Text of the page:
Regenerative garden design, sustainable gardening, permaculture design, natural gardening—all of these practices have roots in observing nature. And in doing so, we can build garden strategies by working within ecosystems.
My work is in ecosystem design, which is about understanding the natural principles that make wild and natural landscapes (ecosystems such as woodlands and meadows) successful. These wild systems are regenerative and resilient. They help to self-regulate fertility and pests, and create a wealth of sustainable resources.
What Is Ecosystem Design?
We can mimic (or emulate) these natural principles in our gardens and properties through ecosystem design to help us grow sustainably. This applies larger principles into the context of a typical modern garden and/or landscape as efficient and sustainable gardening practices.
When we observe wild ecosystems—such as woodlands, grasslands or wetlands—we can see similarities (and natural principles) in all of them. These similarities can guide design for gardens, landscapes and farms.
Let’s look at some major ecosystem principles found around the world in wild ecosystems and discuss how these translate to garden practices.
Benefits of Ecosystem Design
Some of obstacles gardeners face include:
Most gardens are also organized for short-term productivity. Annual inputs of fertility and regular irrigation in a drought are, therefore, necessary to keep the garden growing.
But ecosystem design is about creating a garden that is self-regulating and healthy. It relies on soil that is alive with beneficial soil organisms and able to fix, store and release nutrients on its own (without more fertilizer added).
Similarly, an ecosystem approach to garden soil management makes your soil able to hold more water in droughts and drain more water in flood-type rain events.
But ecosystem design is not just about soil. These sustainable gardening practices also diversify your backyards yields. They ensure you have more variety in your garden—more than just annuals).
These practices emphasize maximizing a property’s square footage with a layered approach to design. One example of this: Canopies of fruit trees, with berries and annual vegetables growing in between.
Maybe you want to apply ecosystem design to your annual vegetable garden. Or perhaps you’re building a perennial orchard or berry patch.
Regardless of your growing goals, there are some ways to include sustainable gardening into your backyard that will both increase yields and reduce weed, water and pest issues.You just need to look to principles found in permaculture and natural gardening.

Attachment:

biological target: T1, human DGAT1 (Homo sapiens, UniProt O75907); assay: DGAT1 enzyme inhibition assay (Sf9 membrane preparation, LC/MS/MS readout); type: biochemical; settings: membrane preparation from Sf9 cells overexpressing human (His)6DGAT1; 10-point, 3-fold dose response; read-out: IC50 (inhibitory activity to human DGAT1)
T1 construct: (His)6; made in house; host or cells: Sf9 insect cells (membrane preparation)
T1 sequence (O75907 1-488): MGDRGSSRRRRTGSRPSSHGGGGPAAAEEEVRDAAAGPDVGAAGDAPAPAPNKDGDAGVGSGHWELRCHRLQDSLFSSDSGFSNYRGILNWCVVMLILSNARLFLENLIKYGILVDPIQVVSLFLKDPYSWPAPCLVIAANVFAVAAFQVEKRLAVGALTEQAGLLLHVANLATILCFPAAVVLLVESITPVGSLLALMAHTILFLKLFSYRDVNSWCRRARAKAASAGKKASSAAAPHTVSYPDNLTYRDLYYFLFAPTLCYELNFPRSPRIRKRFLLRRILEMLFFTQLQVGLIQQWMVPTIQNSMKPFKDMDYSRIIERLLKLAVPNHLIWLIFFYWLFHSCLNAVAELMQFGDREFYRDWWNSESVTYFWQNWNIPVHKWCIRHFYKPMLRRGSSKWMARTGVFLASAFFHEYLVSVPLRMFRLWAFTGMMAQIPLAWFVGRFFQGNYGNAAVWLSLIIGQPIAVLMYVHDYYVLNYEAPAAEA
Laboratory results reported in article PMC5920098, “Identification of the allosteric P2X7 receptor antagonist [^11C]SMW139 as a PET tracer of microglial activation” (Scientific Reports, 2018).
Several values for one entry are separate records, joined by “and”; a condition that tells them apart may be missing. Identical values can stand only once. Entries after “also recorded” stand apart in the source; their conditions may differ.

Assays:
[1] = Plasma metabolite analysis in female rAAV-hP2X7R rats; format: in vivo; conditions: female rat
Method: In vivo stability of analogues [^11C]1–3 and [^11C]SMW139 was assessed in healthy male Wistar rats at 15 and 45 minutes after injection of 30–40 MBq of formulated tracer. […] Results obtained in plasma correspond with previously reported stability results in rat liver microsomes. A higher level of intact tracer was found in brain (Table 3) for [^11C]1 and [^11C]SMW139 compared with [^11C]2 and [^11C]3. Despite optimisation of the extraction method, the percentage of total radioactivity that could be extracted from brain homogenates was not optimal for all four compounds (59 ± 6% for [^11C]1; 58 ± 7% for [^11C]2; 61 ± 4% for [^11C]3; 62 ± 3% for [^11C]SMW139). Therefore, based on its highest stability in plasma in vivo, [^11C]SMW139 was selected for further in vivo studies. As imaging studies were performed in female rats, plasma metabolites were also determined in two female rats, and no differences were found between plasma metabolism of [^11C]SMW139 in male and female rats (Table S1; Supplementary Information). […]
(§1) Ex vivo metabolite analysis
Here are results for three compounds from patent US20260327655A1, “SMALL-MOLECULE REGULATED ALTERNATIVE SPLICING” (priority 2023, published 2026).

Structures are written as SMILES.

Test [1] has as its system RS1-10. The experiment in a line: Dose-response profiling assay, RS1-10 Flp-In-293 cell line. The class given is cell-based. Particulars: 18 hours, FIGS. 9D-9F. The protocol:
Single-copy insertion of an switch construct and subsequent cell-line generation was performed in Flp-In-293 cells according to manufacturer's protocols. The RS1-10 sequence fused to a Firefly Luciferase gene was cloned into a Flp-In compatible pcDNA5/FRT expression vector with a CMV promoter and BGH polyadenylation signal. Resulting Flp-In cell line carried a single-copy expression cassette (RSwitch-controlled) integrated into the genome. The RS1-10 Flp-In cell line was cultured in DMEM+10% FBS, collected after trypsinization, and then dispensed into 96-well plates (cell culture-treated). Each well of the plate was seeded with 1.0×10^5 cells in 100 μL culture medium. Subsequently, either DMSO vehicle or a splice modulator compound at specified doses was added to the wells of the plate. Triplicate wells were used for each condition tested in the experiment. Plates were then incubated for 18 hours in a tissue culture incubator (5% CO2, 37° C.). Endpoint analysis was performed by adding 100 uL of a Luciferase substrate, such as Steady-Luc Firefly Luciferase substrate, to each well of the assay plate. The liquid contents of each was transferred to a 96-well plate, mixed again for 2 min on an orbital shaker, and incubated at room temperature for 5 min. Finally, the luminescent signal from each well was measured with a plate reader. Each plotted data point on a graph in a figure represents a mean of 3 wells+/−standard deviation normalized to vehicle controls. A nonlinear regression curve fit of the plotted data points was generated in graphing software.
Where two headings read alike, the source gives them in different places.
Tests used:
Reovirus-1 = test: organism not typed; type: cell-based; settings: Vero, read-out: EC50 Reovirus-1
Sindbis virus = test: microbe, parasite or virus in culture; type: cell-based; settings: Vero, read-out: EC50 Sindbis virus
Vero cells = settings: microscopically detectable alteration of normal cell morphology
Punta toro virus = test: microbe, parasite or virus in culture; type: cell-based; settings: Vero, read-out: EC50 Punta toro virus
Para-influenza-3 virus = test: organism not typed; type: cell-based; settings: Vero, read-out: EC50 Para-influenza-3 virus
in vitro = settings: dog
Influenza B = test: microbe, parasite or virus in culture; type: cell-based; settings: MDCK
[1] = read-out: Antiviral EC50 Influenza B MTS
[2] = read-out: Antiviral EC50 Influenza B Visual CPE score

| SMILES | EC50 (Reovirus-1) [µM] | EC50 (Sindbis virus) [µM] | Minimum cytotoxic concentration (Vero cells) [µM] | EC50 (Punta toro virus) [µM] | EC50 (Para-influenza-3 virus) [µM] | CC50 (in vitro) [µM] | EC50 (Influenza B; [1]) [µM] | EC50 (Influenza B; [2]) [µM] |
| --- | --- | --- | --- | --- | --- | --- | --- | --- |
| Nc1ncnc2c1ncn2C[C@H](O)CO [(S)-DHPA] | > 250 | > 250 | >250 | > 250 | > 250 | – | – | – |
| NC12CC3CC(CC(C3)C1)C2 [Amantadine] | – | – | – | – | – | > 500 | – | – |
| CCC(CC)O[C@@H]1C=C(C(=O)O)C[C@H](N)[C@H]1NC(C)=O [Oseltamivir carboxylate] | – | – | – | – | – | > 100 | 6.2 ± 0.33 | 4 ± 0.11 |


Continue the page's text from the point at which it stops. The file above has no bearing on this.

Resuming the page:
In this and future articles, we’ll explore these principles, starting with biodiversity.
All ecosystems are biodiverse, meaning they have many different life forms that occupy the landscape. As gardeners, we can integrate biodiversity into our gardens in a number of ways.
We can maximize under-utilized spaces to achieve more diversity. For instance, we can use ground covers like creeping thyme in our paths between raised garden beds. We can also include various herbs and groundcovers (lemon balms, chives, echinacea) as an understory under our fruit trees.
When you increase the diversity in your garden, you don’t “put all our eggs in one basket” if there is a pest problem. Pests get confused and predatory insects enjoy a natural habitat, decreasing the potential for destructive infestations.
Site-Suitable Plants for an Environment
All ecosystems have plants best suitable to the environment. Soil texture (sand, silt or clay), moisture (dry or wet) and climate (how cold is in the winter or hot in summer) all contribute to this factor.
Each environment has plants that are site-suitable. These species can survive and thrive in that area in which they are found.
As gardeners and property owners, it is part of our role as stewards of our landscape to continuously discover which edible and useful plants are suitable to our soil and micro-climates.
At the Ecosystem Solution Institute, we trial thousands of edible plants to find those suitable to different climates. At home, you can also trial different fruits, berries and herbs and see which do best.
And those that don’t work? Drop them. A natural ecosystem would never continue to grow something that doesn’t perform well. But it also wouldn’t settle for only growing a few crops and nothing else.
For any of your property’s micro-landscapes (5 foot by 5 foot or larger), you can analyze the soil (clay, sandy, loam) and sun exposure (full, partial-shade, shady) to better understand the hardiness zone—your coldest average winter temperatures.
Then you can find varieties that will thrive.